test_df['Quarter'] = test_df.date.dt.quarter
test_df['Weekday'] = test_df.date.dt.dayofweek
test_df['Dayofyear'] = test_df.date.dt.dayofyear```

Note that here ‘Day’ means what day of the month it is, while ‘Dayofyear’, as the name suggests, represents what day of the year it is.

Now that we have extracted additional features from ‘date’, can we do something about the ‘hour’ feature? Can we somehow aggregate it to form a new feature?

Generating new feature ‘time2’ based on what part of the day the ‘hour’ falls in

```def time_day(t):
if t in [12, 13, 14]:
return 'Afteroon'
elif t in [15, 16, 17]:
return 'Evening'
elif t in [18, 19, 20]:
return 'Late_evening'
elif t in [21, 22, 23]:
return 'Night'
elif t in [0, 1, 2]:
return 'Late_night'
elif t in [3, 4, 5]:
return 'Dawn'
elif t in [6, 7, 8]:
return 'Early_morning'
elif t in [9, 10, 11]:
return 'Morning'```
```train_df['time2'] = train_df['hour'].apply(lambda x:time_day(x))
test_df['time2'] = test_df['hour'].apply(lambda x:time_day(x))```

So far we have extracted the following features from ‘date’ and ‘hour’ data – ‘Month’, ‘Week’, ‘Day’, ‘Quarter’, ‘Weekday’, ‘Dayofyear’, ‘time2’.

Since the beginning, we are assuming that it is possible to forecast the future demand based on the past data. But, can the past data really tell us about the future? Let’s test our hypothesis using Exploratory analysis.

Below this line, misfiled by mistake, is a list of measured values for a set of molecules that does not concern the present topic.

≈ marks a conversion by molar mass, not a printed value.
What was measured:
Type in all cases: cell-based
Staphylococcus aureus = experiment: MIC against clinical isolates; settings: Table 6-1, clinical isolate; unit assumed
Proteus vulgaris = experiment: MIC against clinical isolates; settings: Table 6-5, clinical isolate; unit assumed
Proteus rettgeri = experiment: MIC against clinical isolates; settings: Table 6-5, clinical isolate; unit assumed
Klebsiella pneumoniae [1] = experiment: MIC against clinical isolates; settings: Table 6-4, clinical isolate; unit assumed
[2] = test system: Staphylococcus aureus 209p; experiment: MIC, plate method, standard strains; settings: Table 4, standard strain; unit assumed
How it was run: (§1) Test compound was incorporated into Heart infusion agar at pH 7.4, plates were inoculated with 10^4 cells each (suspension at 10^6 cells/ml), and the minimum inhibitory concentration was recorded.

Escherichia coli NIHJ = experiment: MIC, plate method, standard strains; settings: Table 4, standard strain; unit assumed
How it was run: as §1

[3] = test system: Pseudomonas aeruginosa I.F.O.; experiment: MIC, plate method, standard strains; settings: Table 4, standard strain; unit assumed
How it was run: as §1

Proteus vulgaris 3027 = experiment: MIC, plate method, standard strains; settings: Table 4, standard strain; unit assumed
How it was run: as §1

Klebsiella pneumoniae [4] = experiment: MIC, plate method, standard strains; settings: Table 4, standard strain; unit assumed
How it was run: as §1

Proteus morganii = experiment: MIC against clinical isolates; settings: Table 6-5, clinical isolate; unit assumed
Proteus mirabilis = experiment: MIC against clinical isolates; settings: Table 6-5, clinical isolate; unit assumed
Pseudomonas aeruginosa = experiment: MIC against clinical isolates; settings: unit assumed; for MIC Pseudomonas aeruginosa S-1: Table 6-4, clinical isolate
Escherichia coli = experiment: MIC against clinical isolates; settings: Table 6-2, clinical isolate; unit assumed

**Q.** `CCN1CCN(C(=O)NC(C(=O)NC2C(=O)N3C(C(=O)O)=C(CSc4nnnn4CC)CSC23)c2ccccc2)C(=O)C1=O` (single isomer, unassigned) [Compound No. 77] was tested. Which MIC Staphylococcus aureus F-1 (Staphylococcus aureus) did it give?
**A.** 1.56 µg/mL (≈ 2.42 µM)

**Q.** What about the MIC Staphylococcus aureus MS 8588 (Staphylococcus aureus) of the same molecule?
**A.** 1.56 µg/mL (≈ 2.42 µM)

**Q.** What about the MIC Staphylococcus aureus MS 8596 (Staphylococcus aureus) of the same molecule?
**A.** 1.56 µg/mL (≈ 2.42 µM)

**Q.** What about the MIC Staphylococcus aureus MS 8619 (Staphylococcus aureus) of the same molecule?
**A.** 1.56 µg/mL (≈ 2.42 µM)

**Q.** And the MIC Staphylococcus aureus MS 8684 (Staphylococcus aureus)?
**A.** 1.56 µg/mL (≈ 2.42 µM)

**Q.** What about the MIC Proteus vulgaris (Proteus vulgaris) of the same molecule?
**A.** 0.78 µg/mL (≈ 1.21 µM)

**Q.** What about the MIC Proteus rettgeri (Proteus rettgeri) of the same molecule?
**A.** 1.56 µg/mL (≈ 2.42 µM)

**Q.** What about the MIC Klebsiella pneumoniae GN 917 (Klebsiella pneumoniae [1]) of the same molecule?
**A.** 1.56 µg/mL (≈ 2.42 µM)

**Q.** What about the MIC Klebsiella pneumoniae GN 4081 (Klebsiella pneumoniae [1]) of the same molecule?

## Hypothesis testing – Exploratory Data Analysis

Let’s first divide our train data

1. From March’19 to February’20
2. From March’20 to February’21

```# Mar-19 to Feb-20
train_df_19 = train_df[(train_df['date'] >= '01-03-2019') & (train_df['date'] <= '29-02-2020')]

# Mar-20 to Feb-21
train_df_20 = train_df[(train_df['date'] >= '01-03-2020') & (train_df['date'] <= '28-02-2021')]```

Plotting demand by ‘Hour’, ‘Month’, ‘Week’, ‘Day’, ‘Quarter’, ‘Weekday’, ‘Dayofyear’, ‘time2’ —

If you observe these lineplots, there is a lot of similarity in the demand trend in the years 2019 and 2020 (March to Feb). Especially if we see ‘Hour’, ‘Quarter’, ‘Weekday’, ‘Dayofyear’ and ‘time2’ plots, the peaks and troughs tend to concur.

Now that we are convinced that the newly engineered features along with the existing features  can prove useful in predicting the demand for the subsequent year, let’s proceed to the modelling stage.

## Hypothesis testing – Exploratory Data Analysis

Let’s observe our train and test data —

`train_df.head()`

Drop redundant columns from train and test data —

```X_train = train_df.drop(['date'], axis = 1)
X_test = test_df.drop(['date'], axis = 1)```
`y_train = train_df['demand']`

Split training data further into training and validation data